• 374 balls in 50 games this season = 7.48 balls per game.

• 19 balls at 3 All-Star Games = 6.33 balls per game.

• 922 consecutive games with at least one ball

• 447 consecutive games with at least two balls

• 57 different commemorative balls; click here to see my whole collection

• 22 stadiums this season with a game-used ball: Citi Field, Fenway Park, Yankee Stadium, Angel Stadium, PETCO Park, AT&T Park, Safeco Field, Kauffman Stadium, Rangers Ballpark, Minute Maid Park, Great American Ball Park, Progressive Field, PNC Park, Camden Yards, U.S. Cellular Field, Comerica Park, Rogers Centre, Miller Park, Busch Stadium, Wrigley Field, Target Field, and Nationals Park

• 6,833 total balls


(For every stadium this season at which I snag a game-used ball, BIGS Sunflower Seeds will donate $500 to Pitch In For Baseball, a non-profit charity that provides baseball equipment to underprivileged kids all over the world. In addition to that, I’m doing my own fundraiser again this season for Pitch In For Baseball.)

• 30 donors for my fundraiser

• $1.88 pledged per ball (if you add up all the pledges)

• $15.04 raised at this game

• $703.12 raised this season through my fundraiser

• $11,000 from BIGS Sunflower Seeds for my game-used baseballs

• $33,109.12 raised since I started my fundraiser in 2009

2013 Home Run Derby

Do you remember when the Mets unveiled the logo for the 2013 All-Star Game? It happened in a pre-game ceremony on August 7, 2012, and when I blogged about it the next day, I threw a little parenthetical in there which said, “(If anyone feels like buying me a ticket for the 2013 Home Run Derby or All-Star Game, I’ll share half the balls I snag. Just putting it out there now because it’s never too early to start planning.)” The following day, I got an email from someone who offered to spend up to $1,000 to send me to the Derby. Ultimately, rather than using all that money to buy the very best ticket, he decided to split it up and buy me two decent tickets — one for the Derby and another for the All-Star Game, and so, 11 months after he first contacted me, here I was:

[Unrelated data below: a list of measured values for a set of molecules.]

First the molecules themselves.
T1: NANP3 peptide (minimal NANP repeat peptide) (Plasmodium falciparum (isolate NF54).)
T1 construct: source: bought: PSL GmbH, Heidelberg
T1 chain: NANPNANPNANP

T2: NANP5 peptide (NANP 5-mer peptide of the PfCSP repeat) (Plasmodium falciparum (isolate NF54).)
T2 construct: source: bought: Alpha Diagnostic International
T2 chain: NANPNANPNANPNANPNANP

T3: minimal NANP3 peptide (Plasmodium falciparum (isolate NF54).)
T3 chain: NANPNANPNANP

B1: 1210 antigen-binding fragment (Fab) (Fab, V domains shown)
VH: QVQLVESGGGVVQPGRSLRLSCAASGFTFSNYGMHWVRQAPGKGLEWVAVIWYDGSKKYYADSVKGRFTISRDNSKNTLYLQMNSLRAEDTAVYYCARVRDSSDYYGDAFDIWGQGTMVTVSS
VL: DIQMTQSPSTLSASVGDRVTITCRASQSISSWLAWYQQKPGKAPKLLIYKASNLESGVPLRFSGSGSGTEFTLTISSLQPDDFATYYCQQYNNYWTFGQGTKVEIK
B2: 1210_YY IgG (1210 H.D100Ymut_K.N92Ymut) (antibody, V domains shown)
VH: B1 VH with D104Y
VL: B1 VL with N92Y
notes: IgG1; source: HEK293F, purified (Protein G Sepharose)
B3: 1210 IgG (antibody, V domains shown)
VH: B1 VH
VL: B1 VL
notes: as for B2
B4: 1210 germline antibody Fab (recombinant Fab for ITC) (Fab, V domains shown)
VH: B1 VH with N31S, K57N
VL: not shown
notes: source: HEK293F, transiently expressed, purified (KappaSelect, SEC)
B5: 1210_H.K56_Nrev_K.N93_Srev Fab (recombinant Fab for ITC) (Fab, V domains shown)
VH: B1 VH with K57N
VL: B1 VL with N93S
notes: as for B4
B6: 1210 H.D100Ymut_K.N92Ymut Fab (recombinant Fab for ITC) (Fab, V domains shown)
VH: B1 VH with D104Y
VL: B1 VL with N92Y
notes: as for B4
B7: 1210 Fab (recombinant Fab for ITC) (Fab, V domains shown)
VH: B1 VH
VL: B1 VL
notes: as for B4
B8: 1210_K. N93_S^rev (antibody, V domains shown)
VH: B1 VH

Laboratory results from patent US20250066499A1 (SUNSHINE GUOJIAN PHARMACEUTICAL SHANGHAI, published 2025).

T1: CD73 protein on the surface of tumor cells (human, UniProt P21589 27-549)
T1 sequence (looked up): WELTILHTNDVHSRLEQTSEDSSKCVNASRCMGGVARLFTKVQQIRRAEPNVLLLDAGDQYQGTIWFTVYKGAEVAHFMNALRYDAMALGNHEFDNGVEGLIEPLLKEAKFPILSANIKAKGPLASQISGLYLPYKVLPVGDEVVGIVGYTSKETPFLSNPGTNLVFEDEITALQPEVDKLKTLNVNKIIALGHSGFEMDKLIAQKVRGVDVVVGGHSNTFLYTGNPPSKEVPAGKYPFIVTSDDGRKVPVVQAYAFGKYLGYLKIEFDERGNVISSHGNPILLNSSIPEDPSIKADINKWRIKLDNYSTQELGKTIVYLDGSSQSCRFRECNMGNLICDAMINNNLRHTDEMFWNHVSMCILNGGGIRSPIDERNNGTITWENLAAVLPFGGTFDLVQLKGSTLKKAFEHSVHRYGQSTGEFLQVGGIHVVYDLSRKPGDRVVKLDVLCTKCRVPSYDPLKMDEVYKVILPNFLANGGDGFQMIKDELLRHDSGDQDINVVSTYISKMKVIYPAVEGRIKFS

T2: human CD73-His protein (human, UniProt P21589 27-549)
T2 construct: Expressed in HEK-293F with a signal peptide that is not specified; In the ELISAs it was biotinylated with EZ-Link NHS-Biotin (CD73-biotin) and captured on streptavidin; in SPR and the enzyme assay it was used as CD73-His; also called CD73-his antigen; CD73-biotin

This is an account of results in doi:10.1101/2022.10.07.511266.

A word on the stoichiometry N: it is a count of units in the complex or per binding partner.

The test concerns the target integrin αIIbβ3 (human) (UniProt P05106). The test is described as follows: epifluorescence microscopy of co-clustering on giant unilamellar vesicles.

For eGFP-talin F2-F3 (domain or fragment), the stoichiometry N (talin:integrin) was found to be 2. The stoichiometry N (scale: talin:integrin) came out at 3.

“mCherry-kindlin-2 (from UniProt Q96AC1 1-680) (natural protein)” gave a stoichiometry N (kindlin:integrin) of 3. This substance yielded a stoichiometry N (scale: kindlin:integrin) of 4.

This was my fourth Home Run Derby, and I’m happy to say that I haven’t paid to attend any of them. For the 2007 Derby at AT&T Park, a friend bought me a ticket and flew me out to California as part of a Watch With Zack package that he sold on eBay. The following season, a different friend gave me a ticket to the 2008 Derby at Yankee Stadium (in exchange for half the balls), and for the 2011 Derby at Chase Field, State Farm hooked me up with an all-expenses-paid trip.

Anyway, as you probably determined from the previous photo, I arrived at Citi Field VERY early. Not only did I hope to beat the crowd, but I wanted to have plenty of time to wander and soak in all the hoopla. The last time the Mets had hosted the All-Star Game was in 1964, and the next time they host it, I’ll probably be old enough to get on the bus for half-price, so why NOT get there early?

This was the scene on the 3rd-base side of the stadium . . .


. . . and here’s what it looked like on the 1st-base side:


Several minutes later, I heard sirens in the parking lot and rushed over to see what was going on. Check it out:


In the photo above, do you see the bus in the background? I heard someone say that the National League All-Stars were on it, so I headed over here to *try* to catch a glimpse of them:


At Citi Field, you can’t get anywhere near the players as they enter . . . ever. Those barricades and covered fences are always there, even for regular-season games. As a fan, the best you can do is see the tops of the taller players’ heads as they walk inside. It’s one of the many reasons why this stadium sucks.

My solution was to stand against the fence and hold my camera high above my head and zoom in and hold the button down. “Continuous mode” is a beautiful thing, and although my photos tuned out kinda blurry, I still think they’re pretty cool. Here are the first three guys that got off the bus:


In the photo above, that Joey Votto in the gray pants. He’s shaking the hand of Bryce Harper, who appears to be carrying a plastic take-out container. The player behind them is Jordan Zimmermann.